ECOPAST (2011-2014)

Pastoral herding strategies and governmental management objectives: economic incentives and production in the Saami reindeer husbandry (ECOPAST)

The project was funded by the Research Council of Norway under the program Independent projects (FRIPRO) for Social Science (FRISAM), project number 204174.



The relationship between nomadic pastoralists and both national states and markets have been increasingly discussed in the literature.

Nevertheless, few studies have quantified their effects on pastoral adaptations.

The quantification of such effects is extremely important because pastoral development schemes are predominantly economic or political in nature.

Aim and Goals

The proposed project aims a filling this gap by investigating how economic inputs like:

  1. governmental production subsidies;
  2. predation compensation; and
  3. prices for reindeer meat, influence individual herders’ strategies in the reindeer husbandry in Norway.

Moreover, this project will also explore how regional differences in environmental conditions (e.g. climate; pastures; and abundance/density) interact with governmental management policies and influence individual herders’ production strategies.

Results and Management Implications

The Norwegian Government has an explicit aim to develop an ecologic, economic and cultural sustainable reindeer husbandry, and in order to achieve this goal the government is aiming to reduce the number of reindeer.

The underlying rationale is connected to the recent increase in reindeer abundance: while the number of reindeer in Norway has been characterized by considerable temporal variation (especially in the northernmost part of the country): from the early 1900 there was a decreasing trend that reached a minimum around the Second World War.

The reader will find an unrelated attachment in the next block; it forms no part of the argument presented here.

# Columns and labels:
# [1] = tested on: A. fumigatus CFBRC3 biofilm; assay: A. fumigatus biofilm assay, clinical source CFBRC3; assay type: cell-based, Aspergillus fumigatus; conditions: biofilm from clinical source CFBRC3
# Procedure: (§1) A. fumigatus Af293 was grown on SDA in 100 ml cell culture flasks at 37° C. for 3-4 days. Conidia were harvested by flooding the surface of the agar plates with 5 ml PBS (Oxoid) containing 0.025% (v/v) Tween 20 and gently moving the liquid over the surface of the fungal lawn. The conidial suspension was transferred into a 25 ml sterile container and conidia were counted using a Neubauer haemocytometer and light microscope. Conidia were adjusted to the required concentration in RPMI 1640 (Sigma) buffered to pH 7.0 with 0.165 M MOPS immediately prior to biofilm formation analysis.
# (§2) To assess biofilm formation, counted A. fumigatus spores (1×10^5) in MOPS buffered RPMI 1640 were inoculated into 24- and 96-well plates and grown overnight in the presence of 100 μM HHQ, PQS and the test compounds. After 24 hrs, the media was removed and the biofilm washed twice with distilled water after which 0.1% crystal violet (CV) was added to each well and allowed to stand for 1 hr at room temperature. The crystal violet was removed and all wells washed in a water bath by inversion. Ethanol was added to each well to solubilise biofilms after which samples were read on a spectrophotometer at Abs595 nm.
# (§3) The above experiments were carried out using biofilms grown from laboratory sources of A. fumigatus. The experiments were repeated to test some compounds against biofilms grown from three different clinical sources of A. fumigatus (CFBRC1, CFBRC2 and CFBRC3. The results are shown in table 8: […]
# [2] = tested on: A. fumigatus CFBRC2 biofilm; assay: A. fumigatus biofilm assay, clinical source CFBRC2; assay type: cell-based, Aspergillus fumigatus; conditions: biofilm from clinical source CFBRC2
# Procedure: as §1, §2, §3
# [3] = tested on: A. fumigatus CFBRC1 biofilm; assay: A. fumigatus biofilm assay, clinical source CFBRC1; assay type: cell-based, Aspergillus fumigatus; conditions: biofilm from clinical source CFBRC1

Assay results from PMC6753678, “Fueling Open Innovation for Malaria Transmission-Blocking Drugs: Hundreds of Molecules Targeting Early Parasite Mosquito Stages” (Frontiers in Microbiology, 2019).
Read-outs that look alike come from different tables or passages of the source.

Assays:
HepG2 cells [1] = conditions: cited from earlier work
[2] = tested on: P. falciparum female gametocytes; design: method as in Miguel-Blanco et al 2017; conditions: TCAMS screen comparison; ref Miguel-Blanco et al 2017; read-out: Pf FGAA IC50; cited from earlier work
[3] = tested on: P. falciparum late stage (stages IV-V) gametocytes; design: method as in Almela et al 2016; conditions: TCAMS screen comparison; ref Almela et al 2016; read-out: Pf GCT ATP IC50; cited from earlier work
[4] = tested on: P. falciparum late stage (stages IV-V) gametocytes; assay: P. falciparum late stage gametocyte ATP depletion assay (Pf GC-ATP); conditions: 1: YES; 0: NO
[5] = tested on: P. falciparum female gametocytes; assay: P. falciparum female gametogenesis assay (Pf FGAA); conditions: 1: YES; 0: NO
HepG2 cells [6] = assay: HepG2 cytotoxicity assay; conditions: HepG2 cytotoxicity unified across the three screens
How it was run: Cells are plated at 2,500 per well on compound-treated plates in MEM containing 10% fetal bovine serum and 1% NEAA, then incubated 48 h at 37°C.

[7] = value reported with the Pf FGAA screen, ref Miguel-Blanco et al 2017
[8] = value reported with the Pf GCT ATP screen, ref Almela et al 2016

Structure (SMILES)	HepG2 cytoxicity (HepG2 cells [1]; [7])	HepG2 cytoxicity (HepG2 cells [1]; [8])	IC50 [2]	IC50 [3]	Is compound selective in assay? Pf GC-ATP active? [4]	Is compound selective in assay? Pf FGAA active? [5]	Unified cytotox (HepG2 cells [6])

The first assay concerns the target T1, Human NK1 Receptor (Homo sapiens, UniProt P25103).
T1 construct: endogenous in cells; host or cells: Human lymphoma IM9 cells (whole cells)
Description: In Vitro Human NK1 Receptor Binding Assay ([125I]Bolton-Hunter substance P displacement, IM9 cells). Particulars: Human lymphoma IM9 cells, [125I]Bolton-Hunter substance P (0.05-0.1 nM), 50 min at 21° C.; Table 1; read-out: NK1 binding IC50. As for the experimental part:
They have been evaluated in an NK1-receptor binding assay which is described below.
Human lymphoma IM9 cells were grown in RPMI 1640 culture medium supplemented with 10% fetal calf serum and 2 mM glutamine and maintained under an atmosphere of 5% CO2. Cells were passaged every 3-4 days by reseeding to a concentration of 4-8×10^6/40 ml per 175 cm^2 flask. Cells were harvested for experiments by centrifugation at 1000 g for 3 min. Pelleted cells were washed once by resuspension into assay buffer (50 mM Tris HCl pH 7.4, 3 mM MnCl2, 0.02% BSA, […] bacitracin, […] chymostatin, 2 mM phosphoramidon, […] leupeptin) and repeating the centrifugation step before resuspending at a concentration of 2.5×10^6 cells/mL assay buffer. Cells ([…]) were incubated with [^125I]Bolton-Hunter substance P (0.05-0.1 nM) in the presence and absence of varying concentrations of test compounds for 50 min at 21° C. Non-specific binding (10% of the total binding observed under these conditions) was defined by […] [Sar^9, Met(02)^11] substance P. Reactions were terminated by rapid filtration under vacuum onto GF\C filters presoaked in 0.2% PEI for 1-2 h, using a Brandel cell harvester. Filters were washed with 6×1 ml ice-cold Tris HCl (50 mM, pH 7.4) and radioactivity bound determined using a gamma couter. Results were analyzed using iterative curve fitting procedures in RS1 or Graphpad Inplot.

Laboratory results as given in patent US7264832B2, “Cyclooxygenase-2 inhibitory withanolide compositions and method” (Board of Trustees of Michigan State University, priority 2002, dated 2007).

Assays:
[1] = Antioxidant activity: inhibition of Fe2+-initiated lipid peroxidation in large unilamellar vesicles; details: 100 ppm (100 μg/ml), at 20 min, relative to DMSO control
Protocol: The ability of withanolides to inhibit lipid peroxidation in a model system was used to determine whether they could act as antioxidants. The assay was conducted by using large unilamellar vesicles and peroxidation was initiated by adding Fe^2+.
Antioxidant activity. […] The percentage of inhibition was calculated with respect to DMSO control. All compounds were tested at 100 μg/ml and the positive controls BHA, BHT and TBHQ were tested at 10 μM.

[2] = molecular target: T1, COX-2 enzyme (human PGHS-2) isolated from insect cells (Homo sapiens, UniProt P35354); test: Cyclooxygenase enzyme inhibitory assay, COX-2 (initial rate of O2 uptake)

Afterwards, while fluctuating, there has been an upward trend that peaked in the early 1990s, decreased until 2000/2001 and has experienced an increase in recent years (in 2010 the number of reindeer again reached a historical high level).

The Norwegian Government uses two important tools to reduce the number of reindeer:

  • Economic incentives and subsidies aiming to stimulate reindeer herders to slaughter as many reindeer as possible; and
  • Redistributing semi-common winter pastures to smaller managerial units as clear area designations are assumed to be important for establishing the highest number of reindeer that herders’ can keep and still be ecological sustainable.


The project period was 2011-2014 (march). Below is a list of publications that grew out of the project. It will be updated as more become published.

  • Bårdsen, B.-J., Næss, M. W., Tveraa, T., Fauchald, P. & Langeland, K. (2014). Risk sensitive reproductive allocation: fitness consequences of body mass losses in two contrasting environments. Ecology and Evolution. 4(7):1030–1038.
  • Næss, M. W., Bårdsen, B.-J. (2013). Why Herd Size Matters – Mitigating the Effects of Livestock Crashes. PLoS ONE 8(8): e70161.
  • Næss, M. W. (2013). Climate Change, Risk Management and the End of Nomadic Pastoralism. International Journal of Sustainable Development & World Ecology 20(2):123-133.
  • Næss, M. W., Bårdsen, B.-J. & Tveraa, T. (2012). Wealth dependent and interdependent strategies in the Saami reindeer husbandry, Norway. Evolution and Human Behavior 33(6): 696-707.
  • Næss, M. W. (2012). Cooperative pastoral production – reconceptualizing the relationship between pastoral labor and production. American Anthropologist 114(2):309-321.
  • Næss, M. W. (2012). Tibetan Nomads Facing an Uncertain Future: Impacts of Climate Change on the Qinghai-Tibetan Plateau, in Lamadrid, A & Kelman, I. (eds.), Climate Change Modeling for Local Adaptation in the Hindu Kush-Himalayan Region, Environment and Disaster Risk Management, Volume 11, pp. 99-122. Emerald Group Publishing Limited.
  • Næss, M. W., Bårdsen, B.-J., Pedersen, E. and Tveraaa, T. (2011). Pastoral herding strategies and governmental management objectives: predation compensation as a risk buffering strategy in the Saami reindeer husbandry. Human Ecology 39(4):489-508.

MWN © 2013


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